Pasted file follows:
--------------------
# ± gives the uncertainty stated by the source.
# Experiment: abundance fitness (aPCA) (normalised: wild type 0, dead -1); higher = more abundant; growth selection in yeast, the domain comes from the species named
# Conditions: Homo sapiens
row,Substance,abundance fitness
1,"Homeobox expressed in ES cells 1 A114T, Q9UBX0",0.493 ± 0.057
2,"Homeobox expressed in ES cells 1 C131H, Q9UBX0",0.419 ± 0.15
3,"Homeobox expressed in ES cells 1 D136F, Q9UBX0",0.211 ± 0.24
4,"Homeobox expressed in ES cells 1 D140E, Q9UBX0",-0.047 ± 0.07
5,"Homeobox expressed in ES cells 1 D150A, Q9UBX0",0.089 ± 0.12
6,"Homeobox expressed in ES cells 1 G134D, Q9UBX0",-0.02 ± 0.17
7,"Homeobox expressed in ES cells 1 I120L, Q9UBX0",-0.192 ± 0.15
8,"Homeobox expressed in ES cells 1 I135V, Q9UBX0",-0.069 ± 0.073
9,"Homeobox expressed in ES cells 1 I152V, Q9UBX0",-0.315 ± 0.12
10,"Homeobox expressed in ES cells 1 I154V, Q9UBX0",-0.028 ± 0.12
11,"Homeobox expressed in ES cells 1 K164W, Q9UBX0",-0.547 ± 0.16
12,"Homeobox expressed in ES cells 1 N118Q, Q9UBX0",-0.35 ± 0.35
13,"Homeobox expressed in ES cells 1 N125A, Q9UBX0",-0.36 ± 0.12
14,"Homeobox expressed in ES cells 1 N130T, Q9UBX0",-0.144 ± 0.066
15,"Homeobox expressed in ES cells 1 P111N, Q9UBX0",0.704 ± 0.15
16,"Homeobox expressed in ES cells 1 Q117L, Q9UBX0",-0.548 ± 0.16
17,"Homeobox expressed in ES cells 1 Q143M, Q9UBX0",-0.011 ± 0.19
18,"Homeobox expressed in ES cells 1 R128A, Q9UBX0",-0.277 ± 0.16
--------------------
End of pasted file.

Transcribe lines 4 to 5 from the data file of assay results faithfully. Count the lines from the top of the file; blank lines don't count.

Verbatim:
row,Substance,abundance fitness
1,"Homeobox expressed in ES cells 1 A114T, Q9UBX0",0.493 ± 0.057